Water Sterilization by Ultra Violet (UV) Light
Not many Off-Grid homes have the opportunity to have a drilled well installed. All other sources of water are susceptible to ground source contamination. Even if you bring drinking water with you, you may not be using it to wash your dishes, toothbrush and vegetables. Each of these can expose you to pathogens in your water. Water that was fine five minutes ago can easily be contaminated by a passing muskrat, bird or whatever that's defecated in the lake.
Depending on sizing our 120V AC powered UV lights use as little as 20W of power. A load carried by a 80 watt solar panel on an average summer day. A point of use UV water sterilizer can use as little as 12W! ...about 0.288 kilowatt hours or in 12V speak 24 Ahr per day.
We have the availability of 12V or 24V DC powered UV systems. These eliminate the requirement to keep the inverter on (power overhead) and the conversion loss (about 4-6%) within the inverter adding to the power consumed for the UV system.
One of the things to remember about UV systems is that they need to be on 7/24. Turning them off when you won't be using the water for a while isn't an option unless you drain the system (backwards) each time you do so. This is because bacteria may float past the unlit light even when the power to the pump is off because an open tap, toilet or even a small dripping tap will cause residual pressure within the system to pull non-sterilized water into what should be and the sterile system beyond the UV light. Even fluctuations in temperature of the water pipes can cause water to travel back and forth. Draining the system also requires you flood the UV light with water before you allow it into the building. Also most UV lights are not instant-on but need to build to full luminosity.
For those supplying water to others as a service e.g. Lodges, campgrounds and motels etc.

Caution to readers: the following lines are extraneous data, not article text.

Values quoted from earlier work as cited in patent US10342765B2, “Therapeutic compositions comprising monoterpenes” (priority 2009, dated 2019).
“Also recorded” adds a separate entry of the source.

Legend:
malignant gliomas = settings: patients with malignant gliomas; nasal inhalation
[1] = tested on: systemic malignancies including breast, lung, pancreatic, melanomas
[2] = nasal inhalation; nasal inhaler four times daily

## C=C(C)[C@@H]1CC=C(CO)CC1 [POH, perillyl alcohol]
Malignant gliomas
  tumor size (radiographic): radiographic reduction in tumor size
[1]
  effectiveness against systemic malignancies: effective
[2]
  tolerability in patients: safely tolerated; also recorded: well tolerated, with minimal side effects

If your business or premises makes drinking water available to the public and you do not get your drinking water from a municipal drinking water system, you may be an owner or operator of a small drinking water system.
Effective December 1, 2008, the Ministry of Health and Long-Term Care (MOHLTC) have oversight of small drinking water systems (SDWS) in Ontario
As of December 1, 2008, Ontario Regulation 252/05 under the Safe Drinking Water Act, 2002 will be revoked. If you own or operate a drinking water system that is currently subject to Ontario Regulation 252/05, your system is subject to Ontario Regulation 318/08 under the Health Protection and Promotion Act as of December 1, 2008. The requirements under Ontario Regulation 318/08 are similar to those in Ontario Regulation 252/05.
Ontario Regulation 318/08 will continue to apply to your SDWS until an inspector from your local public health unit has conducted a site-specific risk assessment on your system and issued a directive to you, as described below.
Once a directive relating to your system has been issued, your system will become subject to Ontario Regulation 319/08 under the Health Protection and Promotion Act.
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